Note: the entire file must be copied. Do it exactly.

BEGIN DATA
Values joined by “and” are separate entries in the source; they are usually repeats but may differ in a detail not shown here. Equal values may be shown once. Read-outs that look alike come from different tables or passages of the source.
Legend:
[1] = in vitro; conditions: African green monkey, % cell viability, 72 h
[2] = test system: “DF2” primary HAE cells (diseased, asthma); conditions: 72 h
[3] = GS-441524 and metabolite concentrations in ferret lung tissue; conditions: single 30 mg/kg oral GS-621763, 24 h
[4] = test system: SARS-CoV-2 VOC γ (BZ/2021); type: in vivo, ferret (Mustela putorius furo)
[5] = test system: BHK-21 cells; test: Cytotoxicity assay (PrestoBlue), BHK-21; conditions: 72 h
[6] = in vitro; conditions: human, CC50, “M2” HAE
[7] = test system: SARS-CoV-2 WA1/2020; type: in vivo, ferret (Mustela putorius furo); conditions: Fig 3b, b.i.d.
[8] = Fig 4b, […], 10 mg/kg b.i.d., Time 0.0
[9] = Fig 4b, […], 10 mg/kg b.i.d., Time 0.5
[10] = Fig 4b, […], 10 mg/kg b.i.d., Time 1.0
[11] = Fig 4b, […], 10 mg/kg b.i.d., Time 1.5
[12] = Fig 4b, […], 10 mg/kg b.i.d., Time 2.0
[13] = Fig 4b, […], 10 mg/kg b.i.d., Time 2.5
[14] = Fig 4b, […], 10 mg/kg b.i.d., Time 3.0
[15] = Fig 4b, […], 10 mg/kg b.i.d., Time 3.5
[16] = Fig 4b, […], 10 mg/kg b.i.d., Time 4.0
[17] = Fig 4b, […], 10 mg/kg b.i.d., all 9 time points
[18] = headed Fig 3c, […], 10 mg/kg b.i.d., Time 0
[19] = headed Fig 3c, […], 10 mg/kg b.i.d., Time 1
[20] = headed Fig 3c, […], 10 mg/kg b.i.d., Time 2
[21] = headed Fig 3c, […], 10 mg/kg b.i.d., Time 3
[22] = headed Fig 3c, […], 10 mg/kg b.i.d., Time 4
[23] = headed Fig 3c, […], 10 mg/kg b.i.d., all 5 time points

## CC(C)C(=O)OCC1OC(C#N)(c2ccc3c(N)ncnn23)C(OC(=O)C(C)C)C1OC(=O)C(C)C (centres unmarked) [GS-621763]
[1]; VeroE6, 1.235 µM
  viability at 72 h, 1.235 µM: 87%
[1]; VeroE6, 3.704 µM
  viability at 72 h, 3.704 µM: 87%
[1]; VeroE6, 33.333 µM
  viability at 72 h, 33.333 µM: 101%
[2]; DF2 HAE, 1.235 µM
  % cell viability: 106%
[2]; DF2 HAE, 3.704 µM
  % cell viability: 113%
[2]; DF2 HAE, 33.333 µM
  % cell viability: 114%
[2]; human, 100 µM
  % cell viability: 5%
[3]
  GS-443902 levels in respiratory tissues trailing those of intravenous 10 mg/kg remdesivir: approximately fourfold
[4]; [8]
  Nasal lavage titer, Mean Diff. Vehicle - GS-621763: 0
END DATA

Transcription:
Values joined by “and” are separate entries in the source; they are usually repeats but may differ in a detail not shown here. Equal values may be shown once. Read-outs that look alike come from different tables or passages of the source.
Legend:
[1] = in vitro; conditions: African green monkey, % cell viability, 72 h
[2] = test system: “DF2” primary HAE cells (diseased, asthma); conditions: 72 h
[3] = GS-441524 and metabolite concentrations in ferret lung tissue; conditions: single 30 mg/kg oral GS-621763, 24 h
[4] = test system: SARS-CoV-2 VOC γ (BZ/2021); type: in vivo, ferret (Mustela putorius furo)
[5] = test system: BHK-21 cells; test: Cytotoxicity assay (PrestoBlue), BHK-21; conditions: 72 h
[6] = in vitro; conditions: human, CC50, “M2” HAE
[7] = test system: SARS-CoV-2 WA1/2020; type: in vivo, ferret (Mustela putorius furo); conditions: Fig 3b, b.i.d.
[8] = Fig 4b, […], 10 mg/kg b.i.d., Time 0.0
[9] = Fig 4b, […], 10 mg/kg b.i.d., Time 0.5
[10] = Fig 4b, […], 10 mg/kg b.i.d., Time 1.0
[11] = Fig 4b, […], 10 mg/kg b.i.d., Time 1.5
[12] = Fig 4b, […], 10 mg/kg b.i.d., Time 2.0
[13] = Fig 4b, […], 10 mg/kg b.i.d., Time 2.5
[14] = Fig 4b, […], 10 mg/kg b.i.d., Time 3.0
[15] = Fig 4b, […], 10 mg/kg b.i.d., Time 3.5
[16] = Fig 4b, […], 10 mg/kg b.i.d., Time 4.0
[17] = Fig 4b, […], 10 mg/kg b.i.d., all 9 time points
[18] = headed Fig 3c, […], 10 mg/kg b.i.d., Time 0
[19] = headed Fig 3c, […], 10 mg/kg b.i.d., Time 1
[20] = headed Fig 3c, […], 10 mg/kg b.i.d., Time 2
[21] = headed Fig 3c, […], 10 mg/kg b.i.d., Time 3
[22] = headed Fig 3c, […], 10 mg/kg b.i.d., Time 4
[23] = headed Fig 3c, […], 10 mg/kg b.i.d., all 5 time points

## CC(C)C(=O)OCC1OC(C#N)(c2ccc3c(N)ncnn23)C(OC(=O)C(C)C)C1OC(=O)C(C)C (centres unmarked) [GS-621763]
[1]; VeroE6, 1.235 µM
  viability at 72 h, 1.235 µM: 87%
[1]; VeroE6, 3.704 µM
  viability at 72 h, 3.704 µM: 87%
[1]; VeroE6, 33.333 µM
  viability at 72 h, 33.333 µM: 101%
[2]; DF2 HAE, 1.235 µM
  % cell viability: 106%
[2]; DF2 HAE, 3.704 µM
  % cell viability: 113%
[2]; DF2 HAE, 33.333 µM
  % cell viability: 114%
[2]; human, 100 µM
  % cell viability: 5%
[3]
  GS-443902 levels in respiratory tissues trailing those of intravenous 10 mg/kg remdesivir: approximately fourfold
[4]; [8]
  Nasal lavage titer, Mean Diff. Vehicle - GS-621763: 0